The team should comprise no more than 4 to 5 people plus a facilitator. Larger numbers definitely fulfill the old adage that "too many cooks spoil the broth". At a minimum, the team must contain an operator, a mechanical technician (machinist), and an electrical/I&C technician. The well-balanced RCM team is mostly composed of craft personnel representing both operations and maintenance. The maintenance technicians know the equipment inside and out and how the equipment degrades and even fails, while the operators know how the plant systems interact and functionally behave. Historically, teams that do not have craft personnel as members have not achieved a successful RCM analysis.

Facilitator Role

The Facilitator needs to provide the necessary guidance to help in achieving Buy-In during the early stages of the project. In an extreme case, where a team member consistently takes a negative posture, it might be best to replace him or her.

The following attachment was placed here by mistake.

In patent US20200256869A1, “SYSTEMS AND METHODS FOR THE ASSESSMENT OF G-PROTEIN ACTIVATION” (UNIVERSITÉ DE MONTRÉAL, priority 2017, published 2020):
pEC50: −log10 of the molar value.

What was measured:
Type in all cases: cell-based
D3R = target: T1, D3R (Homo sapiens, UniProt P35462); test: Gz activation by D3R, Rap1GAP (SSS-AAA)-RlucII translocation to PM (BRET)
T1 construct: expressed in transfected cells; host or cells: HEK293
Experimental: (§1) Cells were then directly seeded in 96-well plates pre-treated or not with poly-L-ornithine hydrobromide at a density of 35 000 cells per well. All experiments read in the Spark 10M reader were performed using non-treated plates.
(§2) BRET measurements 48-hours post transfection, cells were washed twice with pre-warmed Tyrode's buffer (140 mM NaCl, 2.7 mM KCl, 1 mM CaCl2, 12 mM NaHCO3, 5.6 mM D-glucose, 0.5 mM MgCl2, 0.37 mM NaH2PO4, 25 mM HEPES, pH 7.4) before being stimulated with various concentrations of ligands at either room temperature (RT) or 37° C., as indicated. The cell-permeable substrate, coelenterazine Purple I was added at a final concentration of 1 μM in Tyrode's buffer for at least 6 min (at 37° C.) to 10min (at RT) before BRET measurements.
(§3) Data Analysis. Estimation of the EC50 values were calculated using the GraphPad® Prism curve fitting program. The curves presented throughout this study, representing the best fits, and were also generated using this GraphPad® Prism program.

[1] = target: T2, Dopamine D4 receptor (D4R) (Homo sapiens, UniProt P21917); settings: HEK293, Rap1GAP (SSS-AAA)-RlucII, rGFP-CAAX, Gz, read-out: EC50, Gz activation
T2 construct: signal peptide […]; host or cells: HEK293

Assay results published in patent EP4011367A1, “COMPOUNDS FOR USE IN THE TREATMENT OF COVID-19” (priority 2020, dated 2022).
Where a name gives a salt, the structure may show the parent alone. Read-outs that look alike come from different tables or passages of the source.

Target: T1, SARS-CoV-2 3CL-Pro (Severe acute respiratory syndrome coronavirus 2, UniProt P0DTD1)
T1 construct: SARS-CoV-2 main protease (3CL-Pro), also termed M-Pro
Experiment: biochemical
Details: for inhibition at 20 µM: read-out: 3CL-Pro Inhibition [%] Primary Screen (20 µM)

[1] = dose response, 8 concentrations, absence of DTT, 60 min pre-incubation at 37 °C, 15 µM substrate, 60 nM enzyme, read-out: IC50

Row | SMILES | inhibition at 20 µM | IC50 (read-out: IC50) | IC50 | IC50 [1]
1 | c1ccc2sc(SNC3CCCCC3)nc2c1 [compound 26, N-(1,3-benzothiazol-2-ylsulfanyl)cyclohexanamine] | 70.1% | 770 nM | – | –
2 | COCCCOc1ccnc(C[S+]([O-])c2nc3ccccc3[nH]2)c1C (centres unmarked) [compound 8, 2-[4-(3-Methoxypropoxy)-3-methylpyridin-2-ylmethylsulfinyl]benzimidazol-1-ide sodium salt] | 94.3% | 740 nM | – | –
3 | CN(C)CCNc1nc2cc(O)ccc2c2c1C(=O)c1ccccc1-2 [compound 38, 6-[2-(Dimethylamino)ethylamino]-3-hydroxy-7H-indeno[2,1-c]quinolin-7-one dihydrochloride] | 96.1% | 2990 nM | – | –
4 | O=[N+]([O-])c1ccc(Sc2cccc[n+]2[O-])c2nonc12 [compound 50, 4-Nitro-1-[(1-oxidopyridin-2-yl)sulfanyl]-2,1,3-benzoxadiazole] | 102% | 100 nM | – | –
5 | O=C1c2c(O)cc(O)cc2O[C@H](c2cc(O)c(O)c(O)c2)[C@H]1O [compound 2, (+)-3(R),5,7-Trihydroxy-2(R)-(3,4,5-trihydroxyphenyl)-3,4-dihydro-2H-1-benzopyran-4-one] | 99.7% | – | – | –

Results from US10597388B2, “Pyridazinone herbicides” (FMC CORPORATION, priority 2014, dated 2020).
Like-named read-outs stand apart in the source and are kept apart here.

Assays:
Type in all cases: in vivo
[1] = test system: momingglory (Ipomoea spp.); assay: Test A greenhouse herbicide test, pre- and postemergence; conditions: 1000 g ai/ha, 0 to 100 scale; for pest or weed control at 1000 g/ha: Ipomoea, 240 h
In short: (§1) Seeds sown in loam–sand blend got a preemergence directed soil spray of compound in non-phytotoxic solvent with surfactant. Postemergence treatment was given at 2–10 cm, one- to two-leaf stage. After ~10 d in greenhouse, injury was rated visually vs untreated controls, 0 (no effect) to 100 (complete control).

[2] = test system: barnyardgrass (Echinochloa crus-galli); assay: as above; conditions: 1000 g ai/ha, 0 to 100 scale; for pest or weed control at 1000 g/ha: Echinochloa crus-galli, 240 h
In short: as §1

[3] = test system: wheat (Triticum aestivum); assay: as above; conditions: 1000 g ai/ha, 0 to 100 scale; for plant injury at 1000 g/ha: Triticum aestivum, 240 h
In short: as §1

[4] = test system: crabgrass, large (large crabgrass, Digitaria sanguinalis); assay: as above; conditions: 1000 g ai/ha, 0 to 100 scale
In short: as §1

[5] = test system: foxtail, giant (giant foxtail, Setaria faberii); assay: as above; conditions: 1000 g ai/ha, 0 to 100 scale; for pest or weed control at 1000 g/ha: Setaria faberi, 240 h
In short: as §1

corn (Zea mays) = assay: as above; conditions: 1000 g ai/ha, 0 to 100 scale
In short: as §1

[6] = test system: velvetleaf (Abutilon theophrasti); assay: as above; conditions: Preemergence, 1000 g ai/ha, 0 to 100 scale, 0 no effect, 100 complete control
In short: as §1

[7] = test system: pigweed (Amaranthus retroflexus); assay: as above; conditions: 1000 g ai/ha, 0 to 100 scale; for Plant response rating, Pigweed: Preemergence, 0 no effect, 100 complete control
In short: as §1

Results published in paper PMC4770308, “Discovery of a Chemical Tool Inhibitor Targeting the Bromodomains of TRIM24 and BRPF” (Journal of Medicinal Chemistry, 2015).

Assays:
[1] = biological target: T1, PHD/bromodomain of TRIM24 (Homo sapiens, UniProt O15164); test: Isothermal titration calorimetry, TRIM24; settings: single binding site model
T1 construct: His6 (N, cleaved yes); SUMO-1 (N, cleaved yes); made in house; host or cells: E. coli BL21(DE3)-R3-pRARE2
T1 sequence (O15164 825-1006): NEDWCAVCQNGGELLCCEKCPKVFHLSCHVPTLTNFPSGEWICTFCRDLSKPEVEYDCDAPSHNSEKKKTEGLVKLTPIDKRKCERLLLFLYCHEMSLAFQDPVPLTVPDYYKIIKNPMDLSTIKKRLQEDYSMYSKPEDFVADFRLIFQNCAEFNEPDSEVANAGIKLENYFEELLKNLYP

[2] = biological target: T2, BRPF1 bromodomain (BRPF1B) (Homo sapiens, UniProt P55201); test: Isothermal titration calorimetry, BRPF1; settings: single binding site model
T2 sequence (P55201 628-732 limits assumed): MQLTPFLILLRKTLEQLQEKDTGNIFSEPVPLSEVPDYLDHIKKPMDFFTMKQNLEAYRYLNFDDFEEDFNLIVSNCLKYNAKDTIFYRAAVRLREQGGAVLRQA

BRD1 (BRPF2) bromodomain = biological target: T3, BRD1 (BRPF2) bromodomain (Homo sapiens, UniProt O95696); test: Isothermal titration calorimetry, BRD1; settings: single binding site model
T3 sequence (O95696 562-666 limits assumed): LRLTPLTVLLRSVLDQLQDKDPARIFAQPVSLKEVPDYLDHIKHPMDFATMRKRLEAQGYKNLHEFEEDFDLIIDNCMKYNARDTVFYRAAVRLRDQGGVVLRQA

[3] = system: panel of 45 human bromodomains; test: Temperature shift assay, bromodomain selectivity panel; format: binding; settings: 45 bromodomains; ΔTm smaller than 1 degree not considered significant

A successful RCM project depends on the capture of the team's past operations and maintenance knowledge and experience into the structured format used in the RCM and ECM process. However, the Facilitator must be on guard to assure that this experience does not dominate the process to the extent that few, if any, "new" ideas are introduced. This is especially crucial where the team is required to specify candidate Applicable PM tasks for the critical failure modes. Promote innovation and new ideas, even if they go against the traditional way of doing things. In fact, a good Facilitator will go out of his or her way to encourage the introduction of new and innovative methods and techniques. RCM recommendations present strong and defensible Business Cases for new or improved cost-effective PM tasks, especially CD tasks.

On occasion, a team member is reluctant to speak out - especially if the team discussion revolved about some controversial issue. It is important that the Facilitator recognizes this, and tries to use his influence to persuade this member to "open up" and contribute his or her expertise more fully.

On a pilot RCM project, an experienced Facilitator can spell the difference between success and failure.

Scheduling Considerations